Photographer Paige K. Parsons is one of the most recognizable faces at concert venues throughout the Bay Area. Other photographers frequently remark about her skill of capturing the best possible shot while staying out of everyone else’s line of sight. And RIFF is lucky to count her among our staff. Parsons attends countless shows each year, and these were her personal favorite in 2016.
Ty Segall at the Fillmore — Jan. 18
Ty Segall was pure theatrics, phenomenal music, punk attitude and crowd surfing at a historic venue. What more could you want from a show? How about looking out for all us photogs out front when he went crowd surfing. A true performer and gentleman, with a band tight AF.
DIIV at the Brick and Mortar Music Hall — Feb. 27
What a treat to see these guys at the tiny Brick and Mortar. They were having some equipment problems, but it only added to the raw nature of the show. It probably didn’t hurt that DIIV dedicated a song to me for taping down the set list that continually flew through the air as they spun and twirled like whirling dervishes.
Joanna Newsom and Robin Pecknold at the Henry Miller Memorial Library — April 6
Joanna Newsom never disappoints live. Seeing any show at the intimate, beautiful and remote Henry Miller Memorial Library is also a treat. This was extra-special as Robin Pecknold of Fleet Foxes, who had not performed live in several years, opened and later performed several duets with Newsom. Did I mention it was also his birthday, and the last night of the tour? Such a memorable night.
Dead and Company at the Fillmore — May 23
I suppose if there was a general “trick” to getting on this list, it would be “talented band plays small, special show.” If that’s the case, here’s the grand prize winner. I even got to sit in the coveted private box seat for the second half of the show. Of course the music was great, but the fans really made this one extra special. Nary an iPhone out for the whole night. Smiles, dancing, happiness—a good time was had by all.
The Cure at Shoreline Amphitheatre — May 26
I didn’t realize how special and unique this show was until I saw their Sasquatch set a few days later. Night and day in terms of setlist and fans. At Shoreline, we were treated to the most upbeat, danceable, hopeful version of the Cure I’ve seen, and I’ve seen them many times over the past 30 years. Think “The Love Cats,” “The Caterpillar,” “In Between Days.” The crowd loved it, and it was clear to the band. They treated us to multiple encores, Robert Smith dancing and smiling, and a night I won’t soon forget.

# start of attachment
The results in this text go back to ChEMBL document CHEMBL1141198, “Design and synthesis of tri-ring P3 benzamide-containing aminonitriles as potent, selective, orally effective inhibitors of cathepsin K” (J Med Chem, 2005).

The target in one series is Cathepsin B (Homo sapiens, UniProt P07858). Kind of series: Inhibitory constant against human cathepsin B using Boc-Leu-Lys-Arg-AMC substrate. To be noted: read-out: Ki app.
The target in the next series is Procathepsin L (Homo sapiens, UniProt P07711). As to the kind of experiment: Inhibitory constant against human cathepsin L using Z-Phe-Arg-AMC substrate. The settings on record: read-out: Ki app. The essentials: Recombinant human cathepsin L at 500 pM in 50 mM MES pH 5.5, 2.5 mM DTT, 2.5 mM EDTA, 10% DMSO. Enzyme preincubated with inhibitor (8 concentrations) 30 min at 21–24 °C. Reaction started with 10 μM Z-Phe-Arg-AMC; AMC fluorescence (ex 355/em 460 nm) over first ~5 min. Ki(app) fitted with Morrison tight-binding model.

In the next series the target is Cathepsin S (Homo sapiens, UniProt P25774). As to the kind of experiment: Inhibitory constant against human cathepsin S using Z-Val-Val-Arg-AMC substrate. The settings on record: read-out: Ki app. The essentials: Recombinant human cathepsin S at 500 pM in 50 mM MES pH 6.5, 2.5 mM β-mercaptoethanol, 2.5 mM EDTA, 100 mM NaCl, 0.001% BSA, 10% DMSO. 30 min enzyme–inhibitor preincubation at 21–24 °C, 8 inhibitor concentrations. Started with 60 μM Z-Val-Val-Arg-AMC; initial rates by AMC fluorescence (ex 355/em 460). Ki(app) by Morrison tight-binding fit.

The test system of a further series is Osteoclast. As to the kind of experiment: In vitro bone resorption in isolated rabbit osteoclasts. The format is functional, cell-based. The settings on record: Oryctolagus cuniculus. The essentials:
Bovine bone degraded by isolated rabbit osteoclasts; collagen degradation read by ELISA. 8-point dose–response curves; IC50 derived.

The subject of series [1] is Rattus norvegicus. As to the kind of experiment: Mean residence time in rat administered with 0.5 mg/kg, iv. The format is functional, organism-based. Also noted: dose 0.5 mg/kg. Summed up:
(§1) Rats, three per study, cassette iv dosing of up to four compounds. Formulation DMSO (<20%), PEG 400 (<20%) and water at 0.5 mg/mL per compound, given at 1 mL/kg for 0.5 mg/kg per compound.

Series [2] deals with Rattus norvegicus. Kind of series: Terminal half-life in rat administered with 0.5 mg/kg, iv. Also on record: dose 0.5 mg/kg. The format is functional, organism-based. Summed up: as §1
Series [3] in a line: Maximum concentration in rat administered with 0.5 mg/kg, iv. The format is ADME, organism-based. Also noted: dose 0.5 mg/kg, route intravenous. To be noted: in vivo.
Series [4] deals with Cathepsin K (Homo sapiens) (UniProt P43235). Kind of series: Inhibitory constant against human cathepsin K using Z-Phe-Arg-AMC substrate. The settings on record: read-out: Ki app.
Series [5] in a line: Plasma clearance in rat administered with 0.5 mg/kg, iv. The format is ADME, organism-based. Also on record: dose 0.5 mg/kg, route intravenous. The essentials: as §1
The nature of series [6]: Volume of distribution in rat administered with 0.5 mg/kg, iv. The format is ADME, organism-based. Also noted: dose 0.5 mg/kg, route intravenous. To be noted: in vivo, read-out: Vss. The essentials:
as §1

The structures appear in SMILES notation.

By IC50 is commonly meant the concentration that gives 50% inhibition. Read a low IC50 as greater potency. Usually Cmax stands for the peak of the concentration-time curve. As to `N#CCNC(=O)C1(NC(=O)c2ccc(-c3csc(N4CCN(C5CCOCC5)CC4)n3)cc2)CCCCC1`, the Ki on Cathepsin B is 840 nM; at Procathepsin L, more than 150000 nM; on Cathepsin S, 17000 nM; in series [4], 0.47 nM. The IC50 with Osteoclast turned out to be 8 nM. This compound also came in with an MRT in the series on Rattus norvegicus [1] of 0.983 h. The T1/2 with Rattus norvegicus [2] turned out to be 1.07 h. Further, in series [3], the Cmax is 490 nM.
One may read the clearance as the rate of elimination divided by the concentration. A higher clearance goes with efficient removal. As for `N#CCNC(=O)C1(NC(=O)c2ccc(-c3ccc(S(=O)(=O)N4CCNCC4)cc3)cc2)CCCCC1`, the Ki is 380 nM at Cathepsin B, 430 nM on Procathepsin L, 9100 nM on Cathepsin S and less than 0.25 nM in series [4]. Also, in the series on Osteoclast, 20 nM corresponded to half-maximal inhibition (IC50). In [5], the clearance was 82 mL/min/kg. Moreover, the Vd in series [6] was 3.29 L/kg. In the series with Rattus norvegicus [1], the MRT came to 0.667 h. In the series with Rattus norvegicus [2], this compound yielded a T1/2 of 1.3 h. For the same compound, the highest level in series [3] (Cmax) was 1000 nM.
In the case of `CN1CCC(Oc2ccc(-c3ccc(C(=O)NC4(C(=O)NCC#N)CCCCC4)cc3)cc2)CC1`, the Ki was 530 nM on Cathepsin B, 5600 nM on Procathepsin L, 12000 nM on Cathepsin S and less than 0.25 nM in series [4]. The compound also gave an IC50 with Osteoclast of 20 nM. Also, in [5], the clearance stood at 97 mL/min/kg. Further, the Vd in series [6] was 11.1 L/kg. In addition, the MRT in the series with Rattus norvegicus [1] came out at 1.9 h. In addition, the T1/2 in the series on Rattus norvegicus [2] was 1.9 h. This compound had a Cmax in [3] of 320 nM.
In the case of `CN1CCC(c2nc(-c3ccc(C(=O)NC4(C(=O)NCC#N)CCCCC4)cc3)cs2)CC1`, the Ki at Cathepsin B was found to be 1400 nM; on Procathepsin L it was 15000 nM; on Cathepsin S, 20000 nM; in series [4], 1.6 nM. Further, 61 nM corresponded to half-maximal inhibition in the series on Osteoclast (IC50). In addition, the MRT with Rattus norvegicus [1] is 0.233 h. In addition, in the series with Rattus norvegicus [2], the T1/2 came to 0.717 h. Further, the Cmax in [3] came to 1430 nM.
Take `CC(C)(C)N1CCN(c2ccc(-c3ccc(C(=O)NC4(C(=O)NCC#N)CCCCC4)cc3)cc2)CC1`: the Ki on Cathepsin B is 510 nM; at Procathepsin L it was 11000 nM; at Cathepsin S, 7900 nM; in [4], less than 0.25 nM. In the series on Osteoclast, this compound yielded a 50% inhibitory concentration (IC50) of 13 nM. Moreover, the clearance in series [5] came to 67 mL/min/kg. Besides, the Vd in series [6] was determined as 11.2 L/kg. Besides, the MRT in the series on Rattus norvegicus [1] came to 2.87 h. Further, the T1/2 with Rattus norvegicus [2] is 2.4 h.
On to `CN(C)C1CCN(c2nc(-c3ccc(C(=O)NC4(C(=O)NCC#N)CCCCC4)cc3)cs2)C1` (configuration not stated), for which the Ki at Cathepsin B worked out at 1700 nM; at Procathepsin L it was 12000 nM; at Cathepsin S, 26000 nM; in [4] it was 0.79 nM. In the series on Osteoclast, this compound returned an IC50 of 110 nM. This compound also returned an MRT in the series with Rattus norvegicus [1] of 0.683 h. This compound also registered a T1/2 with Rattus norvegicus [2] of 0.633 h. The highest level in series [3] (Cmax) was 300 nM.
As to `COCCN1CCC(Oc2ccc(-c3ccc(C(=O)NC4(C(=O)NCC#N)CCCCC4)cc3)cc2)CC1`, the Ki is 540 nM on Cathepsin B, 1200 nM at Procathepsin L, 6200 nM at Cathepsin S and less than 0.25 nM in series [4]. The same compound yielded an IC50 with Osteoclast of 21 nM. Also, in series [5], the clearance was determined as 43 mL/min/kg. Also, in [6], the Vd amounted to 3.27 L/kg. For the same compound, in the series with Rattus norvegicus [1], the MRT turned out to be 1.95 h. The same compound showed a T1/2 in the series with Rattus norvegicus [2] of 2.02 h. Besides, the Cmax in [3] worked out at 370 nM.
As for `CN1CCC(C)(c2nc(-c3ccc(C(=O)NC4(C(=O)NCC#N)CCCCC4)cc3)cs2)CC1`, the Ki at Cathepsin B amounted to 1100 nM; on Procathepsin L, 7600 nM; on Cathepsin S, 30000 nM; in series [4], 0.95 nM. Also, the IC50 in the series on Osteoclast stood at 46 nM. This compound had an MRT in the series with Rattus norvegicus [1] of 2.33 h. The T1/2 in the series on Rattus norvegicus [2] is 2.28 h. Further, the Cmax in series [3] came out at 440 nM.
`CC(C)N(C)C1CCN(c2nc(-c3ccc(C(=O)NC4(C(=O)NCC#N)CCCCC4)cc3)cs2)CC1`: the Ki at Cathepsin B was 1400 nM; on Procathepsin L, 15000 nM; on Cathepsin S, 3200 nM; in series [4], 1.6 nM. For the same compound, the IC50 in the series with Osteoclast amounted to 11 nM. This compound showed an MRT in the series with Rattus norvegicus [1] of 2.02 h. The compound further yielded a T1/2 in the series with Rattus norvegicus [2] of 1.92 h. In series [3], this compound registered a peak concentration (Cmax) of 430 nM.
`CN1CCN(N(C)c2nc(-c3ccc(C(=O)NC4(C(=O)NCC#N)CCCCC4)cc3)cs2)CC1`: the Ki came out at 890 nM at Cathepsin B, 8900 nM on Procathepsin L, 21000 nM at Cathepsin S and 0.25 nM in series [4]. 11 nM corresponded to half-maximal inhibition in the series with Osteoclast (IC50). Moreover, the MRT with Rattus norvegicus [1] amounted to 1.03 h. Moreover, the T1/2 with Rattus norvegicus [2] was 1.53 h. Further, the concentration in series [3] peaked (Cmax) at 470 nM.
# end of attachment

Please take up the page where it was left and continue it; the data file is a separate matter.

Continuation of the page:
Protomyor at Sasquatch in Quincy, Wash. — May 28
So raw, so punk, so good.
Sufjan Stevens at Sasquatch in Quincy, Wash. — May 30
This was a joyful performance with a capital “P.” Sufjan Stevens has changed his live act, and really focuses on performance in addition to music. It’s not an “either/or” choice —it’s both. The theatricality adds more dimensions to the songs and brings the audience together and along on a rollercoaster of emotions, from euphoric highs to deep dark lows and back again. I felt so human and fragile after experiencing his show. One of the unexpected joys of 2016.
Twenty One Pilots at the Greek Theatre – July 21
Like Sufjan, these boys know how to put on a performance. I was so impressed at how they hooked us all in, got us up and moving, arms in unison. The Greek is such a powerful venue for harnessing crowd energy, and Twenty One Pilots took full advantage. Watching their mini show-within-a-show at arms length from the performers also burned this show in as one of the most memorable in years.
Heron Oblivion at Outside Lands – Aug. 7
Heron Oblivion was the first band to perform on the final day of Outside Lands. They performed to a small, intimate crowd at the start of the set, but several hardcore fans grooved out to their psychedelic rock, making this special. I love that they are a local band, fronted by a powerful female vocalist on drums. All of these performers are past their 20s but you would never know it from the energy they bring to their performance. So unexpectedly good.
— And the worst concert of 2016: Kanye West at SAP Center — Nov. 17
All the other performers on this list are here because they left a positive memorable impression in my brain. Not so with Kanye. The evening started with his team misplacing the photographer credential list and rude, disrespectful media handlers. West was an hour late with taking the stage, giving the “bros” in the audience a chance to get too drunk. And to top it off, Kanye West forgot to perform his songs. Instead, Kanye started his 40-minute-long Trump tirade that broke the Internet. My mama taught me if you can’t say anything nice, don’t say anything at all. So clearly, I should stop here.